I was a girl raised on fairy tales, everything from Hans Christian Anderson and the Grimm brothers through to sweet and cleansed Disney film versions of classic fairy tales. In my experience good fairy tales get beneath your skin. They keep you awake at night wondering what if… They bring hopes, dreams, and fears to the surface and make us imagine what would happen if we were these characters, what would we do? When we think of fairy tales, many of us remember ‘happy ever after’ endings and good triumphing over evil and the prince who always finds his princess. But most fairy tales are more gruesome than this, evils go unpunished, violence is much more adult, sexual and morally questionable, and the endings are far from happy.
When I got the chance to read Kate Bernheimer’s Horse Flower Bird, I realised it has been a long time since I read any good fairy tales. ‘Eight marvellous, melancholy new fairy tales for daring readers’, we read on the back of this book. A quick flick reveals eight disturbing illustrations showing creatures who are mostly half-animal/half-human; and tales that what seemed to be tiny chapters on each page.
There is no disputing these are adult tales. A Cuckoo’s Tale is about one girl’s experience of the Day of Atonement where she gets to ‘feel bad while wearing her nicest outfit’. This tale contains a perfect exploration of a child’s confused understanding of forgiveness and sin, ‘people who had been cooked in ovens’, and her fear of the stories her grandmother used to tell her. There is a very innocent feel to the telling of all these stories, and yet what we bring is our adult interpretation, our fears and horrible imaginations. What could be very innocent is twisted into a reality that we know exists for this girl beyond what she tells us.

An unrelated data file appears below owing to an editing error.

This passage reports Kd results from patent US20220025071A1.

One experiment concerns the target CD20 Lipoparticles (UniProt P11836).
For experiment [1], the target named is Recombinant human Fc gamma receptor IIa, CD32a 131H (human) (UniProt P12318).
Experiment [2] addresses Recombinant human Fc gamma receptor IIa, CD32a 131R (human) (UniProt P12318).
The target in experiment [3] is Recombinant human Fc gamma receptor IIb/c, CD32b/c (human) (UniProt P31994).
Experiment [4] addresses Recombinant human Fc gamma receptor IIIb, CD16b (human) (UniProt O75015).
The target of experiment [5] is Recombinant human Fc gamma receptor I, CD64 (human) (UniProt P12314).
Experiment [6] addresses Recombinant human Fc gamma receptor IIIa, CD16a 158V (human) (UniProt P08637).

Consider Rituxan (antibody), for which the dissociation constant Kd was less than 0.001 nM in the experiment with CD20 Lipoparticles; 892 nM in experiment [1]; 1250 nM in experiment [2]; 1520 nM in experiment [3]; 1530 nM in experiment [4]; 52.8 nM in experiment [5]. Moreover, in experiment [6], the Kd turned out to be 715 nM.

It is a shuddering start to the collection. The other seven stories are equally chilling. All have this same innocent story-telling style, with revealing details that show us that all is not well. We have the tale of seventeen year old Edith who lives in a house of phobias with her parakeet ‘Pretty Eyes’ who she loves so much it is painful. Astrid has a life-sized doll, then an imaginary doll and when both of these are lost, she retreats into her own mind. Two sisters enact a violent and obsessive version of Star Wars.
These stories are very spare, stripped down to their ugly bare bones, with no hint of romance. There are classic fairy tale symbols such as turrets, blackbirds, forests, imprisonment, secrets. Inanimate objects have feelings, animals are like humans (and vice versa), and the main characters, who are all girls, are trying to escape something awful. Sadly, most of them escape to a worse situation. None of these tales have happy ever after endings: girls flee home, or fail to thrive and no one gets saved. Yet they are still beautiful.
These stories are very short, and it’s a collection that can be read in an hour, but I would say they are stories to return to again and again. They have depth and a troubling inclination to linger afterwards, like after we wake from a bad dream.
On a less positive note, I was unsure why the stories we stretched over many pages with brief paragraphs sitting alone on the page, and in some cases only a sentence or a couple of words. Perhaps it added to the tension or created the pauses the writer wanted in her tales for the reader to absorb the full meaning fully, and certainly, sometimes there is something enticing about an almost blank page. But, it didn’t always make sense to this reader.
But these are good fairy tales. They have an ‘other worldly’ feel to them, and there is a sense that we are experiencing a series of disturbing dreams. They are beautifully written, very spare stories for the kind of reader who enjoys engaging his or her imagination in order to inhabit the spaces within these stories, wonder about what is unsaid or suggested, and start to interpret the different levels of meaning.
Any Cop: For the lover of adult fairy tales, this is a very special treat.